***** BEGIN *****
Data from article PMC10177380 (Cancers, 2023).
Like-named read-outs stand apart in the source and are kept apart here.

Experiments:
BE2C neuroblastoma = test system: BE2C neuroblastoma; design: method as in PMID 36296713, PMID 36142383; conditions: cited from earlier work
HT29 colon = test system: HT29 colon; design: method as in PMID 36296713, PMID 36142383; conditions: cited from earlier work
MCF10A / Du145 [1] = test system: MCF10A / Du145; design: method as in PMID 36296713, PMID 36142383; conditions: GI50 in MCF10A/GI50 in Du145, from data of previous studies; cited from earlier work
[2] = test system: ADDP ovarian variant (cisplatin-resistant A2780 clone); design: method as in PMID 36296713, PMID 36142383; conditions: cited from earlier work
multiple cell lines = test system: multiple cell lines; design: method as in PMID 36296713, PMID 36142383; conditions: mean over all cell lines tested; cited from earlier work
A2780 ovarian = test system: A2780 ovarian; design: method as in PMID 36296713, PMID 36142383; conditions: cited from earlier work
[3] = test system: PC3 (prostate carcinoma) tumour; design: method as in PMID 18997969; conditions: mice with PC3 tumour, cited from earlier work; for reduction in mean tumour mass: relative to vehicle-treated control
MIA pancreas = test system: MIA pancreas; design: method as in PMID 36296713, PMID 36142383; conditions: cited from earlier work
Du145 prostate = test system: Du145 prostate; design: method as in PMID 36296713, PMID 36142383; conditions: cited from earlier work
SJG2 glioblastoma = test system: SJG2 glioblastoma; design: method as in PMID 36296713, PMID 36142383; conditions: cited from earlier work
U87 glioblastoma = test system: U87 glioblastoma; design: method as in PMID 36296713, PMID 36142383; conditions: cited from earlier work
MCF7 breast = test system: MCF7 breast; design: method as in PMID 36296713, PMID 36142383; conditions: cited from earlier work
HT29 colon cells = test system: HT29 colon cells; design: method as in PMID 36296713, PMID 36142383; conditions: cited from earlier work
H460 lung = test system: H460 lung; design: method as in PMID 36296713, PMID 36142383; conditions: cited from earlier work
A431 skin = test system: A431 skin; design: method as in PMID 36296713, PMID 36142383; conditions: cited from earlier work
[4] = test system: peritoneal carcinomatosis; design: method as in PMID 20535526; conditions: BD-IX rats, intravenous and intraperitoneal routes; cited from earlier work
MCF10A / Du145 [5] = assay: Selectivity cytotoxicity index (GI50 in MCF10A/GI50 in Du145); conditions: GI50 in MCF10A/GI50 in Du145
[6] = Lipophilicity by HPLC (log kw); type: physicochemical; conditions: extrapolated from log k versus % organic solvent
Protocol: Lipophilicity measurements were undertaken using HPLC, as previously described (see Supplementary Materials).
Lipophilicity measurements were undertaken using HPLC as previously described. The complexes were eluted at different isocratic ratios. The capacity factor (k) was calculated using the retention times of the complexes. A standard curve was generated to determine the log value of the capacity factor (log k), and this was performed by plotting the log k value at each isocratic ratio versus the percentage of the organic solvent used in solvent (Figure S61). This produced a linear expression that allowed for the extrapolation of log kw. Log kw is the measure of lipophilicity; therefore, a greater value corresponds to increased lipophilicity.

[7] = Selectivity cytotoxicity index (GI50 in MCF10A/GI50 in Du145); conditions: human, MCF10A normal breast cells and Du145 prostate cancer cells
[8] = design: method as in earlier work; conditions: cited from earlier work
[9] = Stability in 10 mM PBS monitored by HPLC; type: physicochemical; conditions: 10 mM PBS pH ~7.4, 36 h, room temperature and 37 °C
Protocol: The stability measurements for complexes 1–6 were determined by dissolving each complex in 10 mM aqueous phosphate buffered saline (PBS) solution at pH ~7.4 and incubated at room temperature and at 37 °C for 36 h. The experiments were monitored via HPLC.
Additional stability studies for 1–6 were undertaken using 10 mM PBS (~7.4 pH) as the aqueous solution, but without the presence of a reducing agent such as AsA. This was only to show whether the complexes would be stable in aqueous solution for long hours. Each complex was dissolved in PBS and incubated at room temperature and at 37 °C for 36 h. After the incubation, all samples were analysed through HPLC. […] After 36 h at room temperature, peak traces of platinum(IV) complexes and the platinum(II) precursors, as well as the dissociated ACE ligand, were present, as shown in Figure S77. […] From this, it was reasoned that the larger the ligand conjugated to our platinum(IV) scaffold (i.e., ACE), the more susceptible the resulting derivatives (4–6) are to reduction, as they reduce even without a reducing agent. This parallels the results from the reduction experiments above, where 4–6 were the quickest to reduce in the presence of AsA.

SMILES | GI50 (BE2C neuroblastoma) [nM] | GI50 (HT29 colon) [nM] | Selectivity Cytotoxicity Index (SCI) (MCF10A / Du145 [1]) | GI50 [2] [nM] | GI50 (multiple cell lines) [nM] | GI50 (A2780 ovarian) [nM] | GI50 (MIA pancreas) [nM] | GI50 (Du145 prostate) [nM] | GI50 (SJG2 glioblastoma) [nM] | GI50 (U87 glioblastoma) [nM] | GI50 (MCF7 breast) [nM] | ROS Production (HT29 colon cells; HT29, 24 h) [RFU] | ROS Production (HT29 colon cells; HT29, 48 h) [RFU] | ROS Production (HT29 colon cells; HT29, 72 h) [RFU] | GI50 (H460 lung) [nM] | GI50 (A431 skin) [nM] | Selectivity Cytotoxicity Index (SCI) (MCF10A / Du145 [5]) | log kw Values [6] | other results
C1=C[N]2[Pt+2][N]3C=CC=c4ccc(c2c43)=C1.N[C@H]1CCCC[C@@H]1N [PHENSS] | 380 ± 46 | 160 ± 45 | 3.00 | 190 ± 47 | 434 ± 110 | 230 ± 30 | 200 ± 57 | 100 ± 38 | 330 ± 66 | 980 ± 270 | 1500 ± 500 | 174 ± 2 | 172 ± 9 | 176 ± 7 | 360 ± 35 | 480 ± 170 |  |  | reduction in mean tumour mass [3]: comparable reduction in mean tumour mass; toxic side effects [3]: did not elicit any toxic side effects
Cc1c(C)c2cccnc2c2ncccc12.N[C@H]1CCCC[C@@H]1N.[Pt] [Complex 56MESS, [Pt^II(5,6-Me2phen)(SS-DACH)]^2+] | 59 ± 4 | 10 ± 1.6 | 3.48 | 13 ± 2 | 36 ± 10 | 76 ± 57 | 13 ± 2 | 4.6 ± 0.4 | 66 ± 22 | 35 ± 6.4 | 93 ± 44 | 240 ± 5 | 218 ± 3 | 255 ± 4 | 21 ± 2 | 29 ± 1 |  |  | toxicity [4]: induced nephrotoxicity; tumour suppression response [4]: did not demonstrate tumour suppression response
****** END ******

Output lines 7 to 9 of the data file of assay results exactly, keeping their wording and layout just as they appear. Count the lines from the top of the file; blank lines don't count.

[2] = test system: ADDP ovarian variant (cisplatin-resistant A2780 clone); design: method as in PMID 36296713, PMID 36142383; conditions: cited from earlier work
multiple cell lines = test system: multiple cell lines; design: method as in PMID 36296713, PMID 36142383; conditions: mean over all cell lines tested; cited from earlier work
A2780 ovarian = test system: A2780 ovarian; design: method as in PMID 36296713, PMID 36142383; conditions: cited from earlier work